Image description: a headshot of Maria, a white woman with dark hair and brown eyes. She holds one hand up to her head, and has a questioning look on her face.
Without fail, every time I try to post something online these days, I just… can’t. I’ve finally figured out why.
In real life, most of my existence is hidden away — that’s what happens when you’re a mostly housebound, mostly bedbound person. My life online becomes a more varied experience than my physical life. After all, my words are the same whether published from an exotic café or from my bed. My mind is free to roam, even when my body is not. And the Internet is how I communicate with my friends and family, follow along in their lives, and vice versa.
Sometimes my digital life feels more real to me than my physical one, especially when my body is more a source of pain and frustration than joy or blissful neutrality. What I post here therefore takes on much more meaning than it needs to do. Every word and photo becomes so important, because they are my voice, my self, finally able to be seen. Which also means the pressure is on.
Image description: pale pink flowers on a white background. The flowers are of the many-but-tiny kind, shaped like small trees.
Mum and Maria are sitting on the veranda. Maria is in the shade of the parasol. On the table between them is a notebook with lots of scribbles.
Mum: What are you writing?
Maria: A blog post, I think.
Mum: About what?
Maria (quoting): “Are we trying to not be human?”
Mum (laughs): Pixie cuts or humanity, there’s no middle ground with you, is there?
Maria: … no.
I keep seeing more and more ways our society wants to avoid the fact that we’re human beings. That we live in human bodies. It has a tinge of desperation to it. Sometimes it gets harmful and dangerous, like a weird version of dehumanizing someone: oh, we’re not like them, they’re uncivilized and animalistic and basic, while we are modern humans who are above all that. Other times it’s almost funny, the lengths we’ll go to in our denial.
Image description: A tabletop littered with various writing things. In the center is a home-made leaflet, made from blank pages of paper in various sizes.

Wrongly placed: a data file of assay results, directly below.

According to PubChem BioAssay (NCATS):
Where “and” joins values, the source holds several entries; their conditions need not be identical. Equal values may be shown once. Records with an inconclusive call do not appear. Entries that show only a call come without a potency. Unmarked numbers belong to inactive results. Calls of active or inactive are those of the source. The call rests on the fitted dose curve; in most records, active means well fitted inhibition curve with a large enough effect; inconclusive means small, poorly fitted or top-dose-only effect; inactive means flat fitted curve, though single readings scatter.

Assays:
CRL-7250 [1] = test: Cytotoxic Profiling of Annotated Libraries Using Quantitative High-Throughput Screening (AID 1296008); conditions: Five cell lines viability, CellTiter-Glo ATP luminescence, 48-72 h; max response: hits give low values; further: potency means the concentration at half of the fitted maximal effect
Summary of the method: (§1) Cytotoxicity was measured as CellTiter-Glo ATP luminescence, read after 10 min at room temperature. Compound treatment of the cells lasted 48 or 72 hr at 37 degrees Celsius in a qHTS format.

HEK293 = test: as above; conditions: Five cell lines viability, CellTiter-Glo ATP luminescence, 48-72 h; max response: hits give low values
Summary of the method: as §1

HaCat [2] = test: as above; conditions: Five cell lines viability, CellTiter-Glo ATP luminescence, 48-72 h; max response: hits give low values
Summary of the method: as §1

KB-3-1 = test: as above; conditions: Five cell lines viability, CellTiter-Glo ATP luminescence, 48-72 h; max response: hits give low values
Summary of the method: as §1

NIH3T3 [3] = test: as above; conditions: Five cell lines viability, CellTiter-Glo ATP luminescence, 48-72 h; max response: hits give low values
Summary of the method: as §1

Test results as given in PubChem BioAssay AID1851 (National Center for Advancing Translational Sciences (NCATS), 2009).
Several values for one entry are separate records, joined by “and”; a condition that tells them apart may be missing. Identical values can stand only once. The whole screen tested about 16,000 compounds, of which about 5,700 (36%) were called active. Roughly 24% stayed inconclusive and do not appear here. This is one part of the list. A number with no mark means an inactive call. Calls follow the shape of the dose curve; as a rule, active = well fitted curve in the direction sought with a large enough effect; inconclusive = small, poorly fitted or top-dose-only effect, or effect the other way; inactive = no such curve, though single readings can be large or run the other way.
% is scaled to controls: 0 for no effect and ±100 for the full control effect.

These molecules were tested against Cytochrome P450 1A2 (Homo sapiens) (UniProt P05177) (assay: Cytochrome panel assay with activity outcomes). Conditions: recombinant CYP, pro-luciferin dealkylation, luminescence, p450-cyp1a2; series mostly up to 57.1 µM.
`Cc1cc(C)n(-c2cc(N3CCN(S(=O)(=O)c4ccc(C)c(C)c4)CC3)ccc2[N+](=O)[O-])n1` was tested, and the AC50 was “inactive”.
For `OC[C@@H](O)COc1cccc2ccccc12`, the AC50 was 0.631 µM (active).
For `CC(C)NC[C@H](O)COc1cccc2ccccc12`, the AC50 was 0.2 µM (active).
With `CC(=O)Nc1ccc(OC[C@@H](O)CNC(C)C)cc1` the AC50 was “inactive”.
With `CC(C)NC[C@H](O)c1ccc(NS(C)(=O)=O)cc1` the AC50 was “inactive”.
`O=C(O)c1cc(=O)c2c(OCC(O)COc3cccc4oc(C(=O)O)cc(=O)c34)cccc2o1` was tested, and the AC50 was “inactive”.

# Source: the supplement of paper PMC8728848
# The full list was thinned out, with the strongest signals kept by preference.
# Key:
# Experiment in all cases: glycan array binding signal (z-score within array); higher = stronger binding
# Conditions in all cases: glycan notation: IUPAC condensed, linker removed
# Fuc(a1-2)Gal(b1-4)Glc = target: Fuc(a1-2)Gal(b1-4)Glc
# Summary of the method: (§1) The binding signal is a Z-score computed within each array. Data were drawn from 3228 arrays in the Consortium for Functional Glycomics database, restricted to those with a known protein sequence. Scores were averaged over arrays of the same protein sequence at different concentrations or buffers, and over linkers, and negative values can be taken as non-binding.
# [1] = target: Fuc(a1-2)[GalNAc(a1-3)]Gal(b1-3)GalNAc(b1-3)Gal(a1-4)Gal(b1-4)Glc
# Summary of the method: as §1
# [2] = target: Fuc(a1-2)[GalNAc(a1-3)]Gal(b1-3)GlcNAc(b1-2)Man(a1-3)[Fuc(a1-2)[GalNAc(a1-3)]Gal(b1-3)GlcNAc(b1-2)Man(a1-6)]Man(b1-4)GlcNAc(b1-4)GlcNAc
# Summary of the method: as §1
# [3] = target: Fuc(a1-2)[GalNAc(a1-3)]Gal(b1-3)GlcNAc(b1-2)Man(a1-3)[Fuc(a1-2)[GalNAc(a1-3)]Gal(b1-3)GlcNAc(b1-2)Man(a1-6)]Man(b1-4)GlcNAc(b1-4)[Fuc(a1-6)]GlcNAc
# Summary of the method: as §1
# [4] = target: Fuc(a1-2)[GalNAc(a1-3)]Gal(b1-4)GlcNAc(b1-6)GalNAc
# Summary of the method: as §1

… is certainly not a question good old Shakespeare had to deal with, but I’m sure he would sympathize nonetheless. I’ve been debating this with myself (and some of my friends, poor things) for literal years now. I’ve written this very blog post at least ten times, sending it to the aforementioned poor friends, who cheered and gave me the a-okay. I then hid the text in my Google Docs, adding it to the previously written versions. But I am doing this. I am writing. I am writing this blog post right now, because if I don’t I’m afraid I’ll abandon the whole question and join Shakespeare in not writing another word (sorry, William, too soon?).
In case this post just showed up in your feed and you have no idea who I am or why you’re reading this, allow me. This is my blog. It used to be about fashion, personal style, pixie cuts, vintage clothing, body positivity, and other random thoughts. Then I stopped blogging about the fashion stuff and wrote just the random thoughts. Then I got a virus on my balance nerve, and ever since I’ve been debating this bloody question: to blog or not to blog? Read More
Image description: the view from my bed, showing a room with high ceilings and white walls. There is a tall wardrobe with shoe boxes on top, two shelves filled with artwork and books, and an ornate mirror and some plants.
Is anyone still reading this blog? If so — hi. Hello. I’m sorry it’s been so quiet here. I’ve been sick, you see, and not just with my usual combo of ME/CFS and mental health issues. In January a virus decided to settle in on my balance nerve, where the balance organs in the ear communicate with my brain. As a result, my head could no longer understand what was up or down, whether I was moving or sitting still. It’s such a small thing, such a small part of the body, but the impact it’s had on my life is massive.
I spent most of the beginning of the year in bed, clutching my duvet in an effort to still the world. I couldn’t focus on anything more than moving as little as possible. The dizziness was awful. The nausea was worse, and relentless. The headaches were both dull and sharp at the same time. The tiredness was even heavier than I was used to from ME/CFS. And I was so afraid. It’s a terrible thing when your mind literally cannot understand the world, as the lizard part of your brain becomes convinced that you are dying, and the lizard brain does not listen to reason. I only left the house to force myself to various doctor appointments. Read More
Image description: A hand gently holding part of a leafy, vibrant green plant. Everything is lit by bright sunlight, casting dark, dappled shadows.
Who are you? Who do you want to be? How will you get there? Everything in life seems to be asking me this.
Autumn asks. For me, this has always been a time for new beginnings and important decisions, much more so than New Year’s. With autumn comes my birthday, too, and this time it’s the big 30. It feels like no big deal, and a really, really big deal; I zigzag between the two like a bolt of lightning. A birthday is a wonderful thing, another year of life I’ve been given. Zig. By the time my mother was thirty, she had one kid and another not far away. Zag. Thirty now isn’t what thirty was thirty years ago. Zig. At thirty, my mum had released six records and toured every part of the country. Zag. I have such wonderful friends now who want to celebrate with me. Zig. I have three “educations” (a year of English studies, a bachelor in pop/rock vocals, and a fashion consultant diploma), but no job. Zag. I wouldn’t be eighteen again if someone paid me. Zig. I wish I didn’t feel like I’m running out of time. Zag. When I’m properly old I’ll laugh at how young and naïve I was at thirty. Zig, zag, zig, zag. Read More